Web scraping is a useful tool for harvesting data from websites that don't offer an application programming interface (API). Marketers, web developers and ordinary users can employ it to save time and automate everyday tasks.

Let’s talk more about what web scraping is, why it’s so popular and the controversy surrounding it.

What Is Web Scraping?

Web scraping involves using a computer program, script or bot to impersonate a human user, download web pages and parse through the contents to look for specific information.

This technology makes it possible to pull data from a large number of sites — or many pages on a single site — in a short amount of time. Scrapers can also save that information to a database for future use.

Web scraping, also called screen scraping or data harvesting, is not a new practice — or even an unusual one. The first search engine, Archie, used a primitive form of scraping back in 1990, crawling links on the web and making an index of the files found.

Bandwidth limitations meant Archie didn't parse the contents of the files, but its successors did. In 1993, JumpStation published indexes that included the titles and headers of pages, and in 1994, Lycos launched and began cataloging page contents in full.

In the 2020s, our web might be bigger, but scraping tools are more widely available. Anyone can harvest data from hundreds (or thousands) of pages at the push of a button.

Why Use Web Scraping?

Web scraping has many uses, including:

  • Collecting email addresses and other contact details
  • Gathering prices and product information
  • Watching for sporting results
  • Observing a page for changes

In the early days of the web, people used scrapers to create rudimentary price comparison sites or deal dingers. Some marketers used them to harvest webmasters' emails and build email marketing lists.

Today, there’s less need for web scraping because the digital marketing space has matured. Services like PriceAPI make it simple to create the same types of comparison sites without scraping.

Using web scrapers to gather contact details, however? Still commonplace.

Julie Arden wrote for Hackernoon that when "collecting email addresses from the web, professional scrapers usually parse data from social networks (LinkedIn, Facebook, etc.) or forums.” For legal entities, however, the information comes from the organizations’ official websites.

The primary advantage of scrapers, added Arden, is that they work very fast. “One can find a hundred addresses in a couple of minutes." In comparison, it would take a person days — maybe weeks — to visit a thousand web pages one by one and find contact information.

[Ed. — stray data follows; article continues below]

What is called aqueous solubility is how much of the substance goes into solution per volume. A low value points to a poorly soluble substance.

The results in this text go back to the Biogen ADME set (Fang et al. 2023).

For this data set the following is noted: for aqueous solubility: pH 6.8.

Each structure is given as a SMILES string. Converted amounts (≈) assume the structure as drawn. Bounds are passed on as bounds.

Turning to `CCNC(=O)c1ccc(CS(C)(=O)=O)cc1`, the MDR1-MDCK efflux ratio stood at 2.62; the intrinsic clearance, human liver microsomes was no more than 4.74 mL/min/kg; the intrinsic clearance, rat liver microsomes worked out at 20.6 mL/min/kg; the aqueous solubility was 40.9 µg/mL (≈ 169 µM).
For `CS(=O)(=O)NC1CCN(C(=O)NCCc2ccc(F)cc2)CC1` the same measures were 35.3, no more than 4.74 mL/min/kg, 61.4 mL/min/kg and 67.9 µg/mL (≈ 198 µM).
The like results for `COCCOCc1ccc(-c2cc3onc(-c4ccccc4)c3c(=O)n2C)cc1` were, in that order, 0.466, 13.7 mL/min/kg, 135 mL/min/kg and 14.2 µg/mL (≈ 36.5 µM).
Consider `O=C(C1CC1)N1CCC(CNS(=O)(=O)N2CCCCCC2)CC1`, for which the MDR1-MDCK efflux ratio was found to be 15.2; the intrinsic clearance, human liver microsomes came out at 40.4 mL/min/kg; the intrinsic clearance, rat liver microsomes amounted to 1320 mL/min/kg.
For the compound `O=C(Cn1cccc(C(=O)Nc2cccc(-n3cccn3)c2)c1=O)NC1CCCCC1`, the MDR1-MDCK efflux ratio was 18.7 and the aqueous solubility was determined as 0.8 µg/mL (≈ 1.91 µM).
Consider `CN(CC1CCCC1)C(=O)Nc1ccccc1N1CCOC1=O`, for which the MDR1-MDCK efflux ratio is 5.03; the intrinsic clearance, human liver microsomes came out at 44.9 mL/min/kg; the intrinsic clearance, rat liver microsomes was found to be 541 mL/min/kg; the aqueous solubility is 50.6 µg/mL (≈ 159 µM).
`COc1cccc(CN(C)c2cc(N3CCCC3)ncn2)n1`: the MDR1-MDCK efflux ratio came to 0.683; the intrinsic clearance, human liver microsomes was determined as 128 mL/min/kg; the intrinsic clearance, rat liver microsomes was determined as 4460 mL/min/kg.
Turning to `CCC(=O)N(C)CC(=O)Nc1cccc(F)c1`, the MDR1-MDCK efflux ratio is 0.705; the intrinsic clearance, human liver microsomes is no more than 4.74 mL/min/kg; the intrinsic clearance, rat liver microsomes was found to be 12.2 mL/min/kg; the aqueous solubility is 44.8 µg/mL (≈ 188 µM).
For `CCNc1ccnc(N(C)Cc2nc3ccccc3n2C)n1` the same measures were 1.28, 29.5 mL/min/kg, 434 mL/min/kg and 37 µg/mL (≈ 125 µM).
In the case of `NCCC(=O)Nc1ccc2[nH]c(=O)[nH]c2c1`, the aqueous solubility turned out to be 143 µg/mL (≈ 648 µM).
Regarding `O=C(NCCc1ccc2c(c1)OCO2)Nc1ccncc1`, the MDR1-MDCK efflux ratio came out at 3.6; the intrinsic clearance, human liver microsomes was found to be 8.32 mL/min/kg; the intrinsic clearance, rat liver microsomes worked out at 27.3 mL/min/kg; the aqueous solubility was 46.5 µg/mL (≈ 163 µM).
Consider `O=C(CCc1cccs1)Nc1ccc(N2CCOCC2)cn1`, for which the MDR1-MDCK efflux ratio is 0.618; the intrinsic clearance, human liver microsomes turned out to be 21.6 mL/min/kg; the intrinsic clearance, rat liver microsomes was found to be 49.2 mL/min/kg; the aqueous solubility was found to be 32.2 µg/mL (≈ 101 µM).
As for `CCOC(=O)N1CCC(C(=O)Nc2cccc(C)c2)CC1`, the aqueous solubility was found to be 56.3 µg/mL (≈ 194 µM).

However, the practice of web scraping is often frowned upon, as it’s sometimes misused. When companies can quickly build giant contact lists — sometimes with people who did not consent to receive communications — it opens the floodgates for spam.

Related Article: 5 Ways to Generate More Loyalty and Email Signups

Web Scraping for Individuals

Web scraping isn’t limited to companies collecting data. Individuals can also use it to monitor websites and scan for recent updates.

For instance, say you want to buy a ticket to a highly anticipated concert or snag the year’s hottest Christmas gift for your kid. You could use a web scraping browser extension, like Check4Change, to monitor the page. When there’s an update, you’ll receive a notification.

Screenshot of Check4Change in Action
Screenshot of Check4Change in Action

Scraping is also helpful for academics. A researcher could download all news articles or discussion posts related to a specific topic, archive them and search at their leisure.

Is Scraping Data From Websites Legal?

Web scraping is a controversial topic — and a confusing one, from a legal point of view.

According to Arezou Rezai of UK-based law firm Paris Smith, "There is no specific law prohibiting scraping." However, some companies have sued developers who’ve used scrapers, with mixed results.

Lawmakers must consider several points when deciding if scraping is legal, including:

  • Was the data harvested protected under copyright law?
  • Was the data collection activity forbidden under the site’s terms and conditions?

Rezai explained that in the 2013 case of NLA (The Newspaper Licensing Agency) vs. Meltwater, a media monitoring company, the Supreme Court ruled in favor of the NLA. It stated that Meltwater's use of news headlines was enough to amount to copyright infringement because creating headlines required creative input.

In contrast, in the 2015 case of airliner Ryanair vs. PR Aviation, an airline and air travel information provider, the Court of Justice of the European Union ruled that Ryanair didn't have intellectual property rights to the scraped data, which was flight times and prices.

US Treats Scrapers More Favorably

Web scraping cases are complex, and laws vary internationally. In 2019, networking platform LinkedIn accused analytics company HiQ of scraping its user profiles, saying it was a violation of the site's terms and services that amounted to hacking and, as such, violated the Computer Fraud and Abuse Act (CFAA). 

The US Ninth Circuit of Appeals, however, ruled in favor of HiQ, saying that harvesting data that is publicly accessible online is not a CFAA violation. 

Data analyst Tom Waterman explained, "The decision was a historic moment in the data privacy and data regulation era. It showed that any data that is publicly available and not copyrighted is fair game for web crawlers."

LinkedIn attempted to appeal the decision, with the case reaching the US Supreme Court in 2021. However, the case was ultimately sent back to the Ninth Circuit, which upheld its original verdict.